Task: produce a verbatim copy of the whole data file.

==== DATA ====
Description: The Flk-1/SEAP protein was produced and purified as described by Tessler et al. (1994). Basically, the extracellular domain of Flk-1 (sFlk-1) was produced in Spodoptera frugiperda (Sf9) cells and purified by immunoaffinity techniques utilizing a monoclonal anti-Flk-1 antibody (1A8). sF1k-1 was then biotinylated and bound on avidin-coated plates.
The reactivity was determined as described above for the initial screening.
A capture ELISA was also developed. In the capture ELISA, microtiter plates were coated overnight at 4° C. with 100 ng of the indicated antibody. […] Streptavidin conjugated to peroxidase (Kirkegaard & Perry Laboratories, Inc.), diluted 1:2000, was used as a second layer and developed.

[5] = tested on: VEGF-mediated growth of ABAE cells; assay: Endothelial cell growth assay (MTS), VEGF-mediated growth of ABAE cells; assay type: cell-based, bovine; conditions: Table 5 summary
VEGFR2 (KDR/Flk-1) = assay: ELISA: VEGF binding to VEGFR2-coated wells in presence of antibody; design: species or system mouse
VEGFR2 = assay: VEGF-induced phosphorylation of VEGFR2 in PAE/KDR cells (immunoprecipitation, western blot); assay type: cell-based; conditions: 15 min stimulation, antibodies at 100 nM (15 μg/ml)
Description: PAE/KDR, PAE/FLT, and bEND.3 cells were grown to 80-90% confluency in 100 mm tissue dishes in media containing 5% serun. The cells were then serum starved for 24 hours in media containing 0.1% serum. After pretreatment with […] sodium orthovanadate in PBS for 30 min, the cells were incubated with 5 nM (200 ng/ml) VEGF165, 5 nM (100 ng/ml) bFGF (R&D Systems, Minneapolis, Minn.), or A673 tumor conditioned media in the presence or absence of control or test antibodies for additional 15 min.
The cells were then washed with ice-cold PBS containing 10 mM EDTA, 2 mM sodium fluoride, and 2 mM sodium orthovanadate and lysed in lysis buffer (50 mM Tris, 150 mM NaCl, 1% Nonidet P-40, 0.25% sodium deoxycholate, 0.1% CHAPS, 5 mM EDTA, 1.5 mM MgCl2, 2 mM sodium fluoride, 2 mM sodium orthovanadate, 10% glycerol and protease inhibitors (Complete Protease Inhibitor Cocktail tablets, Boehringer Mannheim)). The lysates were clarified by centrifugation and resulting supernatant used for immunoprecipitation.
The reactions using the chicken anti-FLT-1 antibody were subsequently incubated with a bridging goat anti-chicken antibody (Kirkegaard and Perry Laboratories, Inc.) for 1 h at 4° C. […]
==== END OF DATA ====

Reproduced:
Description: The Flk-1/SEAP protein was produced and purified as described by Tessler et al. (1994). Basically, the extracellular domain of Flk-1 (sFlk-1) was produced in Spodoptera frugiperda (Sf9) cells and purified by immunoaffinity techniques utilizing a monoclonal anti-Flk-1 antibody (1A8). sF1k-1 was then biotinylated and bound on avidin-coated plates.
The reactivity was determined as described above for the initial screening.
A capture ELISA was also developed. In the capture ELISA, microtiter plates were coated overnight at 4° C. with 100 ng of the indicated antibody. […] Streptavidin conjugated to peroxidase (Kirkegaard & Perry Laboratories, Inc.), diluted 1:2000, was used as a second layer and developed.

[5] = tested on: VEGF-mediated growth of ABAE cells; assay: Endothelial cell growth assay (MTS), VEGF-mediated growth of ABAE cells; assay type: cell-based, bovine; conditions: Table 5 summary
VEGFR2 (KDR/Flk-1) = assay: ELISA: VEGF binding to VEGFR2-coated wells in presence of antibody; design: species or system mouse
VEGFR2 = assay: VEGF-induced phosphorylation of VEGFR2 in PAE/KDR cells (immunoprecipitation, western blot); assay type: cell-based; conditions: 15 min stimulation, antibodies at 100 nM (15 μg/ml)
Description: PAE/KDR, PAE/FLT, and bEND.3 cells were grown to 80-90% confluency in 100 mm tissue dishes in media containing 5% serun. The cells were then serum starved for 24 hours in media containing 0.1% serum. After pretreatment with […] sodium orthovanadate in PBS for 30 min, the cells were incubated with 5 nM (200 ng/ml) VEGF165, 5 nM (100 ng/ml) bFGF (R&D Systems, Minneapolis, Minn.), or A673 tumor conditioned media in the presence or absence of control or test antibodies for additional 15 min.
The cells were then washed with ice-cold PBS containing 10 mM EDTA, 2 mM sodium fluoride, and 2 mM sodium orthovanadate and lysed in lysis buffer (50 mM Tris, 150 mM NaCl, 1% Nonidet P-40, 0.25% sodium deoxycholate, 0.1% CHAPS, 5 mM EDTA, 1.5 mM MgCl2, 2 mM sodium fluoride, 2 mM sodium orthovanadate, 10% glycerol and protease inhibitors (Complete Protease Inhibitor Cocktail tablets, Boehringer Mannheim)). The lysates were clarified by centrifugation and resulting supernatant used for immunoprecipitation.
The reactions using the chicken anti-FLT-1 antibody were subsequently incubated with a bridging goat anti-chicken antibody (Kirkegaard and Perry Laboratories, Inc.) for 1 h at 4° C. […]